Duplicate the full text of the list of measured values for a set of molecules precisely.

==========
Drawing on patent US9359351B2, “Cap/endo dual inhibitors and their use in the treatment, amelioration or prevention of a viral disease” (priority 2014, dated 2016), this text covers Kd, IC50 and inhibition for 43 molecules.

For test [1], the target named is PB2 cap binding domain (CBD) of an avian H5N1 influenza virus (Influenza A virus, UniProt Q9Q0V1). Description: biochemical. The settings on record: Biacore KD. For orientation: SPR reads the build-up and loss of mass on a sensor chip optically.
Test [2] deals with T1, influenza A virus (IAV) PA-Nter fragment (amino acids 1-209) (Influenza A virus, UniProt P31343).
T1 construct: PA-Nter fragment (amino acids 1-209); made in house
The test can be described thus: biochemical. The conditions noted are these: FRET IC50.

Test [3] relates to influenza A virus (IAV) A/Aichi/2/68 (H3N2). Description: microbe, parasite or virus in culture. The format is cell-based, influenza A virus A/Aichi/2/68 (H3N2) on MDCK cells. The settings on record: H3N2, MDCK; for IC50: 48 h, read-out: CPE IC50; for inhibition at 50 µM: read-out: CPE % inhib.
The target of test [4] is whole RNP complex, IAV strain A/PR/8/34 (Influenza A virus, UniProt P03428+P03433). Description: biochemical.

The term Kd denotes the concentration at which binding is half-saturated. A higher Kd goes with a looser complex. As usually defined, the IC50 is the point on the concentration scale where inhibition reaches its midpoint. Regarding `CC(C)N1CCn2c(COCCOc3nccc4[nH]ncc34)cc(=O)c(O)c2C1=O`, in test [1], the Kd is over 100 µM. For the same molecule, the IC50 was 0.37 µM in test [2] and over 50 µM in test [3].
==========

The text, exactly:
Drawing on patent US9359351B2, “Cap/endo dual inhibitors and their use in the treatment, amelioration or prevention of a viral disease” (priority 2014, dated 2016), this text covers Kd, IC50 and inhibition for 43 molecules.

For test [1], the target named is PB2 cap binding domain (CBD) of an avian H5N1 influenza virus (Influenza A virus, UniProt Q9Q0V1). Description: biochemical. The settings on record: Biacore KD. For orientation: SPR reads the build-up and loss of mass on a sensor chip optically.
Test [2] deals with T1, influenza A virus (IAV) PA-Nter fragment (amino acids 1-209) (Influenza A virus, UniProt P31343).
T1 construct: PA-Nter fragment (amino acids 1-209); made in house
The test can be described thus: biochemical. The conditions noted are these: FRET IC50.

Test [3] relates to influenza A virus (IAV) A/Aichi/2/68 (H3N2). Description: microbe, parasite or virus in culture. The format is cell-based, influenza A virus A/Aichi/2/68 (H3N2) on MDCK cells. The settings on record: H3N2, MDCK; for IC50: 48 h, read-out: CPE IC50; for inhibition at 50 µM: read-out: CPE % inhib.
The target of test [4] is whole RNP complex, IAV strain A/PR/8/34 (Influenza A virus, UniProt P03428+P03433). Description: biochemical.

The term Kd denotes the concentration at which binding is half-saturated. A higher Kd goes with a looser complex. As usually defined, the IC50 is the point on the concentration scale where inhibition reaches its midpoint. Regarding `CC(C)N1CCn2c(COCCOc3nccc4[nH]ncc34)cc(=O)c(O)c2C1=O`, in test [1], the Kd is over 100 µM. For the same molecule, the IC50 was 0.37 µM in test [2] and over 50 µM in test [3].